Mme. Frank is a conservative composer, giving extended life to twentieth century European musical style.

The production was however totally Mexican. Sra. Lorena Masa was the stage director, gold framing the Day of the Dead altar, and gold framing smaller portraits of the opera’s players from time to time, finishing the opera with Diego and Frida in the framed pose of the wedding portrait she painted while they lived in San Francisco. Set Design was by Jorge Ballina who conjured a fine Day of the Dead altar that cannily rose to hover over the underworld, then created a Diego studio and Frida Casa Azul worthy of famed Mexico City architect Luis Barragan, all on the platforms on which the final tableau stood — the forty choristers and, finally, the Queen of the Underworld (though she did not sing) — in golden, Aztecan glory.

The final scene

Costumes were created by Sra. Eloise Kazan in touristically referential Mexican styles. There were as well exotic costumes, like the goddess Catrina and the underworld queen, not to mention the Frida costumes, based on her famous get ups. 

The real costume show was however to be seen in the lobby — the costume designer herself wore a grand headdress (gratefully removed during the performance as she sat in front of me), the light green silk brocade jacket and matching tie of Sr. Victor Zapatero, the lighting designer, was spectacular. There were fine, embroidered shirts worn by the many Latinos in the audience, and restrained and outrageous attempts at Frida colors and style on both men and women. It was a very festive, very dressy audience.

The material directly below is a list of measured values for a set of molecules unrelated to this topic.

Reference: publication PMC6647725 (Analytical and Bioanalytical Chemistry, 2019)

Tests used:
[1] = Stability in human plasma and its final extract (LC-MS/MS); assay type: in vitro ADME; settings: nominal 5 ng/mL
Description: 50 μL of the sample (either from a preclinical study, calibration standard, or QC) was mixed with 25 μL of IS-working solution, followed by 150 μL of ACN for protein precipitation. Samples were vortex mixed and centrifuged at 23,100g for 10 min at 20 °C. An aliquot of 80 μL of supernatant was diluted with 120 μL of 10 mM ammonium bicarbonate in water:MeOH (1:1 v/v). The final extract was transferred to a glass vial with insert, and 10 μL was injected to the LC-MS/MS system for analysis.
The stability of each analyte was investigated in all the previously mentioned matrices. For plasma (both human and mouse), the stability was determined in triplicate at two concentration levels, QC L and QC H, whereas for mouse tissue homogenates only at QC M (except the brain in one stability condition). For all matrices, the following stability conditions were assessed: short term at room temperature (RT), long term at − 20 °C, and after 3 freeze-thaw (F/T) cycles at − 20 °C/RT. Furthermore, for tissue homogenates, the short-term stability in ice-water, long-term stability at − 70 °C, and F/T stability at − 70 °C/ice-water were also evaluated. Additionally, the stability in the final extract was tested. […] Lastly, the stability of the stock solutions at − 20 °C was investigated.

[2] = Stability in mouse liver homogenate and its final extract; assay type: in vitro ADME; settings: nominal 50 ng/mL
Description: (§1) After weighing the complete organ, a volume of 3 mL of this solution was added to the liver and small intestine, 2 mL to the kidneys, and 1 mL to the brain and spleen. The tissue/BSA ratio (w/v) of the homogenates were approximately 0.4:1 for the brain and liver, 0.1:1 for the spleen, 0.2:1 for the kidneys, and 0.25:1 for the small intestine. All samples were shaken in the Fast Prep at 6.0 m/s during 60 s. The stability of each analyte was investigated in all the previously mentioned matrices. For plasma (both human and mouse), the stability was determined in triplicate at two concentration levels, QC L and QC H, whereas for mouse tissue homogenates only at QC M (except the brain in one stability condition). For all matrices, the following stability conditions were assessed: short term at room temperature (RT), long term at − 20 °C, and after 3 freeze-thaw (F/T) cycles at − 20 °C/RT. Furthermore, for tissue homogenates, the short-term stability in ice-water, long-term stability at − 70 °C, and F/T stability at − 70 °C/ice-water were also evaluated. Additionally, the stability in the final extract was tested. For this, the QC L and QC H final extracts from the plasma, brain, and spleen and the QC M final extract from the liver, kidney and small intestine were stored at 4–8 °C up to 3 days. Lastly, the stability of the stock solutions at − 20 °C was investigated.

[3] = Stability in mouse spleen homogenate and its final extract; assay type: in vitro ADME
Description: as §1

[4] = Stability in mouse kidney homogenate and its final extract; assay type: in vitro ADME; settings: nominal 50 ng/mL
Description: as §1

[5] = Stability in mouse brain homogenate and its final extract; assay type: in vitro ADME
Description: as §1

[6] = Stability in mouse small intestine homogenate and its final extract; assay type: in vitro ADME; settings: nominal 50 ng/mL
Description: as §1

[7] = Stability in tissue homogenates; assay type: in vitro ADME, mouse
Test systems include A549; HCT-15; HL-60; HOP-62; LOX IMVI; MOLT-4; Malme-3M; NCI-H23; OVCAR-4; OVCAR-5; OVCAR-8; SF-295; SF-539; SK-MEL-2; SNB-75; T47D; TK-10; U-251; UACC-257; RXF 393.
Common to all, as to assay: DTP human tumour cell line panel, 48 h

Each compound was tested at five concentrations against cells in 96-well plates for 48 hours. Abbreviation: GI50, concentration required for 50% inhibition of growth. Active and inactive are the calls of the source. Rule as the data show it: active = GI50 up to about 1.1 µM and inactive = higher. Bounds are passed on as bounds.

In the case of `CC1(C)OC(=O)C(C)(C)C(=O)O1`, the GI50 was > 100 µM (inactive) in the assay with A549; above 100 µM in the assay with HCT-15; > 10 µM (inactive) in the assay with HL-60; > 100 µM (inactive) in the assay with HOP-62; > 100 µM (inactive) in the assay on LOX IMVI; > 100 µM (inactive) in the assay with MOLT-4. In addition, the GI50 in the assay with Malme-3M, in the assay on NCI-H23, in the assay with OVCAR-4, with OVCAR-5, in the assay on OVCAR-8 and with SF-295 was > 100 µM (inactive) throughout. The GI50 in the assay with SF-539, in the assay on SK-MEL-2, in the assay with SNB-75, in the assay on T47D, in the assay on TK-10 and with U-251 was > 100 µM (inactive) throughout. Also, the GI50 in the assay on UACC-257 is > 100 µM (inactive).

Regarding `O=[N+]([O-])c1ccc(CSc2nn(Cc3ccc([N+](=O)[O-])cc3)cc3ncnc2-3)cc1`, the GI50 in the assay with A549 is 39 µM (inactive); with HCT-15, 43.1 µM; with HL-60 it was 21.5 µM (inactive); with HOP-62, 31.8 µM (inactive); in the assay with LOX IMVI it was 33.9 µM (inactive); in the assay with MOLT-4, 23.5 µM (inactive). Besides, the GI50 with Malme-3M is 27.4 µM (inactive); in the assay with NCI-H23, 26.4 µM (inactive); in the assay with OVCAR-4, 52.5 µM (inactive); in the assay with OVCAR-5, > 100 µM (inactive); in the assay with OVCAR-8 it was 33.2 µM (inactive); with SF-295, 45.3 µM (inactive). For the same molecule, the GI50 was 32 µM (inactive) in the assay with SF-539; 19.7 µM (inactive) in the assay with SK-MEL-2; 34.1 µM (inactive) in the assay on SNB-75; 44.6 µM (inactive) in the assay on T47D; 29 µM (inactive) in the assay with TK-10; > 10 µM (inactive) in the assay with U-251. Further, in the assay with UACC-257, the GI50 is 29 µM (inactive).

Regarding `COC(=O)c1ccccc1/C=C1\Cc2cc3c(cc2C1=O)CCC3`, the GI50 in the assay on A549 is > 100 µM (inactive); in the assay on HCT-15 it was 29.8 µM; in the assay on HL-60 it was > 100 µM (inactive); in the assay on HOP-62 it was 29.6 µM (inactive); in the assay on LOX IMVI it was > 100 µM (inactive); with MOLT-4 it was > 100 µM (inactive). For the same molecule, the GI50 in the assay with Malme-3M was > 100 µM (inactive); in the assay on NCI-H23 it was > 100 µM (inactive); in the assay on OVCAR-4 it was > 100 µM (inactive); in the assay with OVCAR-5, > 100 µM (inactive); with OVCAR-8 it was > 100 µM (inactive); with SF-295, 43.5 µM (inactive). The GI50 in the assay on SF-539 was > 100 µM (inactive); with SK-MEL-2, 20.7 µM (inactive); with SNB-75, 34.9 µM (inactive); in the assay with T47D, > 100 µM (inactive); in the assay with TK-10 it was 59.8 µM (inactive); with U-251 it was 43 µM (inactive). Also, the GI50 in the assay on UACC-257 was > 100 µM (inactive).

Frida was sung by Argentina born, mezzo soprano Daniela Mack who found Frida’s brashness, her confidence and her vulnerability in a strongly sung performance. The role is lengthy and obviously difficult, delivered with pleasing elan by Mlle. Mack. The opera gives vocally spectacular fireworks to the goddess Catrina, sung by Chilean soprano Yaritza Véliz who delivered as required. Leonardo, the Greta Garbo travesty role was sung by American countertenor Jake Ingbar with a warm, masculine soprano tone, and acted the role with feminine aplomb. Mexican baritone Alfredo Daza had the probably impossible task of playing Diego Rivera — a trouble-maker with an enormous personality, and a prolific lover as well. Mr. Daza is a fine singer indeed, who gave it his best shot. Mexican conductor Roberto Kalb urged the San Francisco Opera Orchestra to a polished, full bodied reading of the score, making its more exotic moments shine brightly.

For the first time in its 100 year history the San Francisco Opera Chorus was asked to sing in Spanish! The chorus presence in the tableaus of El Ultimo Sueño de Frida y Diego was huge, and it is difficult music. It was a virtuoso performance by this superb chorus.

Composer Gabriela Lena Frank is currently the resident composer of the Philadelphia Orchestra. She lives in Boonville, CA.

Michael Milenski